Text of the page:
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Generationen- oder Parteienkonflikt? Eine empirische Analyse der deutschen Hochschulausgaben

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  • Ulrich Oberndorfer
  • Viktor Steiner
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    Abstract

    Using a panel of west German states ( Länder ) for the period 1985 to 2002 we analyse potential effects of demographic change and political constellations on higher education spending, as suggested by recent literature on the political economy of the determination of public expenditures. We find empirical evidence for the hypothesis of a negative relationship between demographic aging and higher spending on public education. In contrast to the hypothesis of the classical partisan theory that implies higher public expenditures under leftist parties, we find that governments under conservative parties or a coalition between social democrats and conservatives spend more on public higher education than governments run by the social-democratic party alone. Copyright 2007 die Autoren Journal compilation 2007, Verein für Socialpolitik und Blackwell Publishing Ltd.

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    Bibliographic Info

    Article provided by Verein für Socialpolitik in its journal Perspektiven der Wirtschaftspolitik.

    Volume (Year): 8 (2007)
    Issue (Month): 2 (03)
    Pages: 165-183

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    Handle: RePEc:bla:perwir:v:8:y:2007:i:2:p:165-183

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    1. James M. Poterba, 1996. "Demographic Structure and the Political Economy of Public Education," NBER Working Papers 5677, National Bureau of Economic Research, Inc.
    2. Homburg, Stefan, 1994. "Anreizwirkungen des deutschen Finanzausgleichs," EconStor Open Access Articles, ZBW - German National Library of Economics, pages 312-330..
    3. Ladd, Helen F. & Murray, Sheila E., 2001. "Intergenerational conflict reconsidered: county demographic structure and the demand for public education," Economics of Education Review, Elsevier, vol. 20(4), pages 343-357, August.
    4. Gradstein, Mark & Kaganovich, Michael, 2004. "Aging population and education finance," Journal of Public Economics, Elsevier, vol. 88(12), pages 2469-2485, December.
    5. Poterba, James M, 1998. "Demographic Change, Intergenerational Linkages, and Public Education," American Economic Review, American Economic Association, vol. 88(2), pages 315-20, May.
    6. Sinn, Hans-Werner & Uebelmesser, Silke, 2003. "Pensions and the path to gerontocracy in Germany," European Journal of Political Economy, Elsevier, vol. 19(1), pages 153-158, March.
    7. Epple, Dennis & Romano, Richard E., 1996. "Ends against the middle: Determining public service provision when there are private alternatives," Journal of Public Economics, Elsevier, vol. 62(3), pages 297-325, November.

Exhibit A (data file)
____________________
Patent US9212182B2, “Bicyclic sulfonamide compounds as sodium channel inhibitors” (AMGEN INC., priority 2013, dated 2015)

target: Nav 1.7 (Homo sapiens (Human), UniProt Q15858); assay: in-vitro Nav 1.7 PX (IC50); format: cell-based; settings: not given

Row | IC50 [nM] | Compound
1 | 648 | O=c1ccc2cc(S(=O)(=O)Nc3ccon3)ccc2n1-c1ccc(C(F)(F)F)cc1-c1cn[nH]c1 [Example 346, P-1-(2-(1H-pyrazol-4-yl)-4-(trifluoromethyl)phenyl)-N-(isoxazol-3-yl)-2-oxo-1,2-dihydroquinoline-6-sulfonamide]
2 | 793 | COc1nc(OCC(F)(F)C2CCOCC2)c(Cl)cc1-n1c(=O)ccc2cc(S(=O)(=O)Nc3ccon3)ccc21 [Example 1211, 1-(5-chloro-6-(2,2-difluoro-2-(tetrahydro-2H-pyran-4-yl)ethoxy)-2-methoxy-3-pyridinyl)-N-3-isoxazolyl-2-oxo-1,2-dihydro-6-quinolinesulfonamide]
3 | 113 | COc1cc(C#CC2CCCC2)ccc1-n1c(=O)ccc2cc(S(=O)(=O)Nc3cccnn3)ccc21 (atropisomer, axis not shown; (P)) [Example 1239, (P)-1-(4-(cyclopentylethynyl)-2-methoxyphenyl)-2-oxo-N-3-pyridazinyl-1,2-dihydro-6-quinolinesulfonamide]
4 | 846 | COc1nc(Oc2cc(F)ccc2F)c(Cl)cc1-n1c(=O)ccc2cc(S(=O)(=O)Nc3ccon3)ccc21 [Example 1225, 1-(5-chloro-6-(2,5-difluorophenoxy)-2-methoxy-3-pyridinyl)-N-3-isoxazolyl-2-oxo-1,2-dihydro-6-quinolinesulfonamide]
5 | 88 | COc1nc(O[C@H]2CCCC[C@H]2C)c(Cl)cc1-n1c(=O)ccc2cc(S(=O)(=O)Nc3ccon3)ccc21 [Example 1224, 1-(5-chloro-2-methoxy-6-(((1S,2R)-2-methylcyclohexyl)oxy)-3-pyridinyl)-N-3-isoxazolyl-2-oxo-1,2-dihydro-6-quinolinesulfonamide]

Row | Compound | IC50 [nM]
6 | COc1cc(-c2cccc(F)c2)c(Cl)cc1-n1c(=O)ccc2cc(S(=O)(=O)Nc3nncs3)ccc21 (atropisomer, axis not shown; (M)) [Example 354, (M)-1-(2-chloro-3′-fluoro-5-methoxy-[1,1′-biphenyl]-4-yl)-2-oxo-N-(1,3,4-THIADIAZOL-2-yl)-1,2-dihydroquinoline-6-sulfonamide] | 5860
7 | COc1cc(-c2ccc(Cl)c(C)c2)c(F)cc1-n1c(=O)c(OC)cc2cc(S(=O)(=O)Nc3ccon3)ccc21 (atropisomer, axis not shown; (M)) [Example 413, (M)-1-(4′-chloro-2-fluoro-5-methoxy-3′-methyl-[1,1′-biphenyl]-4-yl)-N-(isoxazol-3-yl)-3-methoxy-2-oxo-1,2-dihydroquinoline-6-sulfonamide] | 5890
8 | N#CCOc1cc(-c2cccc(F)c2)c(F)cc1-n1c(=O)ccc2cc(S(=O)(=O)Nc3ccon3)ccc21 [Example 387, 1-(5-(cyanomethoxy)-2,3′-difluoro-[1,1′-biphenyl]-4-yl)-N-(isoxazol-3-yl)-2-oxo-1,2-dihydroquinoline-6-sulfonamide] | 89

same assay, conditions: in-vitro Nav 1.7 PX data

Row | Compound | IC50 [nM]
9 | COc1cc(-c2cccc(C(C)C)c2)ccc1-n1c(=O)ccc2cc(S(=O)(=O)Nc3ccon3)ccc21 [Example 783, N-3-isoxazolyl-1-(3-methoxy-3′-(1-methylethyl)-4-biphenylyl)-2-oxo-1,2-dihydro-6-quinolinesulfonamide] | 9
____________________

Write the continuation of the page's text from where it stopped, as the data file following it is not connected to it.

8. Ueli Grob & Stefan C. Wolter, 2006. "Demographic Change and Public Education Spending a Conflict between Young and Old?," Economics of Education Working Paper Series 0008, University of Zurich, Institute for Strategy and Business Economics (ISU).
    9. Niklas Potrafke, 2006. "Parties Matter in Allocating Expenditures: Evidence from Germany," Discussion Papers of DIW Berlin 652, DIW Berlin, German Institute for Economic Research.
    10. Jochimsen, Beate & Nuscheler, Robert, 2005. "The Political Economy of the German Länder Deficits," Discussion Papers 2005/6, Free University Berlin, School of Business & Economics.
    11. Alexander Haupt & Eckhard Janeba, 2003. "Bildung im Zeitalter mobilen Humankapitals," Vierteljahrshefte zur Wirtschaftsforschung / Quarterly Journal of Economic Research, DIW Berlin, German Institute for Economic Research, vol. 72(2), pages 173-187.
    12. Seitz, Helmut, 2000. " Fiscal Policy, Deficits and Politics of Subnational Governments: The Case of the German Laender," Public Choice, Springer, vol. 102(3-4), pages 183-218, March.
    13. Alexander Kemnitz & Robert K. von Weizsäcker, 2003. "Bildungsreform in der Demokratie," Vierteljahrshefte zur Wirtschaftsforschung / Quarterly Journal of Economic Research, DIW Berlin, German Institute for Economic Research, vol. 72(2), pages 188-204.
    14. Rainald Borck, 2006. "Central versus Local Education Finance: A Political Economy Approach," Discussion Papers of DIW Berlin 565, DIW Berlin, German Institute for Economic Research.
    15. Anthony Downs, 1957. "An Economic Theory of Political Action in a Democracy," Journal of Political Economy, University of Chicago Press, vol. 65, pages 135.
    16. Harris, Amy Rehder & Evans, William N. & Schwab, Robert M., 2001. "Education spending in an aging America," Journal of Public Economics, Elsevier, vol. 81(3), pages 449-472, September.
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    Cited by:
    1. Potrafke, Niklas, 2013. "Evidence on the political principal-agent problem from voting on public finance for concert halls," Munich Reprints in Economics 19268, University of Munich, Department of Economics.
    2. Alejandra Cattaneo & Stefan C. Wolter, 2007. "Are The Elderly A Threat To Educational Expenditures?," Economics of Education Working Paper Series 0003, University of Zurich, Institute for Strategy and Business Economics (ISU).
    3. Niklas Potrafke, 2012. "Is German domestic social policy politically controversial?," Public Choice, Springer, vol. 153(3), pages 393-418, December.
    4. Potrafke, Niklas, 2011. "Does government ideology influence budget composition? Empirical evidence from OECD countries," Munich Reprints in Economics 19278, University of Munich, Department of Economics.

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